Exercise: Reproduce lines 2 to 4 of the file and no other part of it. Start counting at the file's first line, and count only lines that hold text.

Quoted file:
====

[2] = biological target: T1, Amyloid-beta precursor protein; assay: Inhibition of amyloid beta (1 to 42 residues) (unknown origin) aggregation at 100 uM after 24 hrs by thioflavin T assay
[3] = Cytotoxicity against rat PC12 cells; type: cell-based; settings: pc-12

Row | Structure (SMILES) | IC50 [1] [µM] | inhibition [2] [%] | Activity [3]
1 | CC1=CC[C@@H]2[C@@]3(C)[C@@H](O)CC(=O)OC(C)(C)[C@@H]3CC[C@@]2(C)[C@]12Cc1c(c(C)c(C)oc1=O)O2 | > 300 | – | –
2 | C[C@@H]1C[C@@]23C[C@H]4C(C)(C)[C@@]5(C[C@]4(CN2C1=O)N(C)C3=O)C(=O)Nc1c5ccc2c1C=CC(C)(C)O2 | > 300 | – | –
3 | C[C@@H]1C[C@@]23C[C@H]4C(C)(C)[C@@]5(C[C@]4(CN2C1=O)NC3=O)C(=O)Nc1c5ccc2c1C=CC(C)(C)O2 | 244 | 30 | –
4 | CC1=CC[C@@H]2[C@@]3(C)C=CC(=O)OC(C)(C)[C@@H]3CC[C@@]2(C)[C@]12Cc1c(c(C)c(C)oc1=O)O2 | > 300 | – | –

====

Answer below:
[3] = Cytotoxicity against rat PC12 cells; type: cell-based; settings: pc-12

Row | Structure (SMILES) | IC50 [1] [µM] | inhibition [2] [%] | Activity [3]
1 | CC1=CC[C@@H]2[C@@]3(C)[C@@H](O)CC(=O)OC(C)(C)[C@@H]3CC[C@@]2(C)[C@]12Cc1c(c(C)c(C)oc1=O)O2 | > 300 | – | –